Following our Smart Contract Auditing: Human vs. Machine article, we now analyze Slither, which is another static analysis tool from Trail of Bits. It includes aids for contract summaries, which can be helpful for making a mental model of the contract and rechecking assumptions. Considering the ease of use, it’s a good idea to try […]
Lately, lots of posts have been talking about how traders get rich from arbitrage opportunities in the crypto market. I have been trying to do arbitrage for months, but I could never obtain a profitable strategy. Therefore, I will tell you here the problems I found while attempting to do it. This might be helpful […]
In my last article, I’ve shown you how to make a Solidity ERC20 Token for the RSK Mainnet, how to import and use OpenZeppelin libraries and contracts, and how to use Truffle to deploy and interact with our contract.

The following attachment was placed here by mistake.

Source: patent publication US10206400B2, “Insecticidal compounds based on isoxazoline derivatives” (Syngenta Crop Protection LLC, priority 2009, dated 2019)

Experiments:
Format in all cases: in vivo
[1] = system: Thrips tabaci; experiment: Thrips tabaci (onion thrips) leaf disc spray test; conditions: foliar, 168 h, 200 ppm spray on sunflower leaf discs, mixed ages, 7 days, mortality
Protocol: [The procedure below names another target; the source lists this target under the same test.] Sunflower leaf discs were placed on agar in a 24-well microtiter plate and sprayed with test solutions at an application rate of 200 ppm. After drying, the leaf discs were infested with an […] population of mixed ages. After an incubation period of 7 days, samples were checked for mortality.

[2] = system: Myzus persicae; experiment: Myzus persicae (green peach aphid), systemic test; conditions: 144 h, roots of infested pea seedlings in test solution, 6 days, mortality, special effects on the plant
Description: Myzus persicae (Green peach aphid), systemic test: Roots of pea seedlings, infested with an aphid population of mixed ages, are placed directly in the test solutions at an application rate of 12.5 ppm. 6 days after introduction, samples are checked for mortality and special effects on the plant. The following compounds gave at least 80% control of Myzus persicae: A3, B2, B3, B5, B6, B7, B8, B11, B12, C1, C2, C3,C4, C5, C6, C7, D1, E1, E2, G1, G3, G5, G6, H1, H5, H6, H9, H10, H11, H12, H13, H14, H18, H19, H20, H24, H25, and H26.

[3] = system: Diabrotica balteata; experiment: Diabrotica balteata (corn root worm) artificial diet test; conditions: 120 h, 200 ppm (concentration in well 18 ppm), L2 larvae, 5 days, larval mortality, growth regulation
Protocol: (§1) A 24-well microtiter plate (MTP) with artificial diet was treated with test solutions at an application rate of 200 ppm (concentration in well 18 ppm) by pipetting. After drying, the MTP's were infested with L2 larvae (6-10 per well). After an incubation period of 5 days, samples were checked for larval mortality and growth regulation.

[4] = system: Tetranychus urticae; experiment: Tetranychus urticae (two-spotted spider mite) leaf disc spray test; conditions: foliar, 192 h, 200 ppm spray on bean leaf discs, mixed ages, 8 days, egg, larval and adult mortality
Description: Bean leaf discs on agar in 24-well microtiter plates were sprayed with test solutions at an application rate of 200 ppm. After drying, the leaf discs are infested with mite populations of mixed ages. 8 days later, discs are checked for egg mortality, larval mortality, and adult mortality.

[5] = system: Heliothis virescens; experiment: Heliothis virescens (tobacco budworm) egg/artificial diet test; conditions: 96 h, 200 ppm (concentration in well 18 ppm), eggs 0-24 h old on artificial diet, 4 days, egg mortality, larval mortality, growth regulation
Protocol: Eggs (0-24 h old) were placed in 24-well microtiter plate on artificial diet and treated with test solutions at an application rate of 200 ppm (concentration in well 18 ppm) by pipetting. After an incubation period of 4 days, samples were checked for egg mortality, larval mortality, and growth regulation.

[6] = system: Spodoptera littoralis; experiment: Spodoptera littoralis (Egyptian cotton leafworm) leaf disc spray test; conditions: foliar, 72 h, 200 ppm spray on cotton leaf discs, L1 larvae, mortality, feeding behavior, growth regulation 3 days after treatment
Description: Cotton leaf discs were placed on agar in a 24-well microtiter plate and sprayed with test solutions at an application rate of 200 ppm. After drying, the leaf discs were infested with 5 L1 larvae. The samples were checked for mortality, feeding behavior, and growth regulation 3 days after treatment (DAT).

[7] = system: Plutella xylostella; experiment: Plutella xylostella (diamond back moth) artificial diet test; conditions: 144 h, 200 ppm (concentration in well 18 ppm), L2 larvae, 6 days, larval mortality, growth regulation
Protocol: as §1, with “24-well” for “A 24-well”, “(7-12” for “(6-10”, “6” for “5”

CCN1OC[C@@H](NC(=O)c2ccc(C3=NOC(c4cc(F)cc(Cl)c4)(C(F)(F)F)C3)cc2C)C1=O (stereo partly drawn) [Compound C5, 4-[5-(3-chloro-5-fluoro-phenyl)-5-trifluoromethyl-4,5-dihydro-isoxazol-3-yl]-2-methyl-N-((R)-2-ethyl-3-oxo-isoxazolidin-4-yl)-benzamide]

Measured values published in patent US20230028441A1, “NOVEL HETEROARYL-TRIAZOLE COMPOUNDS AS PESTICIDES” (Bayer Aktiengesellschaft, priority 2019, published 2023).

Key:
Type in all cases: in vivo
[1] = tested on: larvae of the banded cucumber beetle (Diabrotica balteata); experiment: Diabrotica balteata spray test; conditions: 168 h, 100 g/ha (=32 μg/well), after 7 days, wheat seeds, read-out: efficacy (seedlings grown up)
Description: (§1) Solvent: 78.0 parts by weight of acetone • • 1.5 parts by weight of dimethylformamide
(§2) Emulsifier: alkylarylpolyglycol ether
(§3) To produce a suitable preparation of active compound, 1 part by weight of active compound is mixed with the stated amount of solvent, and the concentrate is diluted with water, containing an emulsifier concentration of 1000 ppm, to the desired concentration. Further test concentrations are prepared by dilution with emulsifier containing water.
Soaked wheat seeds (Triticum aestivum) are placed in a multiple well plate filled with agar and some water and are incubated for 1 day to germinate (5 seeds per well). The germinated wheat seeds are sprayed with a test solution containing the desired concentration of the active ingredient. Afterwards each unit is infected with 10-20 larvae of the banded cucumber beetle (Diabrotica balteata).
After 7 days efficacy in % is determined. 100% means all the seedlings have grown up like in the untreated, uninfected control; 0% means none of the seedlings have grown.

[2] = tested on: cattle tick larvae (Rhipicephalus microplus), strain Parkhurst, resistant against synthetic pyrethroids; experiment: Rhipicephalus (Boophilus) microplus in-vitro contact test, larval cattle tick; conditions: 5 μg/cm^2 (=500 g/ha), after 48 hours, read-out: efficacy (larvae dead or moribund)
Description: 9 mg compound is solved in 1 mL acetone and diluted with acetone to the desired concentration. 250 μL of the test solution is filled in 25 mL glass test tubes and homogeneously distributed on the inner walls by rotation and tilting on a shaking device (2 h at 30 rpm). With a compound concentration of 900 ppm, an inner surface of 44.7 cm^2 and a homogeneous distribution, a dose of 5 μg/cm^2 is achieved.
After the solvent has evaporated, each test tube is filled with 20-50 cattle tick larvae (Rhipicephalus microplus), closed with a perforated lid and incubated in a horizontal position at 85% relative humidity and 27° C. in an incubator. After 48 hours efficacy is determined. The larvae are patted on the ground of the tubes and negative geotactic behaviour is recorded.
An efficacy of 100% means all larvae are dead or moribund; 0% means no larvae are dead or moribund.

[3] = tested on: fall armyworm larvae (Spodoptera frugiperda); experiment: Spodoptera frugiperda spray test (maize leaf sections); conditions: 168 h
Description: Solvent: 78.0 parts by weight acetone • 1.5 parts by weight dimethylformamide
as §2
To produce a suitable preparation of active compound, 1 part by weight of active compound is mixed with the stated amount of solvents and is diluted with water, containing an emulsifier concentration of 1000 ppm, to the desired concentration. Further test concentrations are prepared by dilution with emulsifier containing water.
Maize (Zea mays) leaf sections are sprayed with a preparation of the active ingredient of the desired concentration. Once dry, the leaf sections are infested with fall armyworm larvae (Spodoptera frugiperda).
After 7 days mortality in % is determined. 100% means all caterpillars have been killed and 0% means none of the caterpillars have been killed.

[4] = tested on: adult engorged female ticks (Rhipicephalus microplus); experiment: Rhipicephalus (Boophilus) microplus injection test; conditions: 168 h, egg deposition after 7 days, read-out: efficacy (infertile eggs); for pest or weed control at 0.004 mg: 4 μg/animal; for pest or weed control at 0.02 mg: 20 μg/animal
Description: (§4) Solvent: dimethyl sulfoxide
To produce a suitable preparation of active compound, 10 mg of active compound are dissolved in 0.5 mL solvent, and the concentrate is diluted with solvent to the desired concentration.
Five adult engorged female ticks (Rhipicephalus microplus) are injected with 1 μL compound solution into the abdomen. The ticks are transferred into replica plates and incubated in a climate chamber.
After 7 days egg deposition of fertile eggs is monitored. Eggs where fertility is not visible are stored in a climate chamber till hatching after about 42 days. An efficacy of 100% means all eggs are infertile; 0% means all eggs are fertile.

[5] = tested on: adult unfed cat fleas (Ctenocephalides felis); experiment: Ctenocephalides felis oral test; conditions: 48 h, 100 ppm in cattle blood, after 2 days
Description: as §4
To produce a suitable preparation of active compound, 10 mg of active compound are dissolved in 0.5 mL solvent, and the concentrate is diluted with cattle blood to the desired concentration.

Although we succeeded in our quest and accomplished our objectives using Truffle, eventually this suite might present failures when you are sending transactions, deploying or managing accounts. In our case, while following the previous article instructions, I’ve had problems managing newly created accounts in Truffle and sending transactions.
In the last article, we have seen how to build an RSK node in our computer, select the proper network for development, configure Truffle to connect and deploy our future contracts, add accounts to our node and obtain funds to use them to pay the gas.
You should have now your node in the selected network fully synced, and at least one account with funds configured in the truffle and RSK node config files for our deployments.
In this article, we’ll be discussing deployment and interaction of Smart-Contracts over the RSK network. Our contract will be an ERC20 Token, based on the OpenZeppelin libraries, and we will deploy it directly into the Mainnet.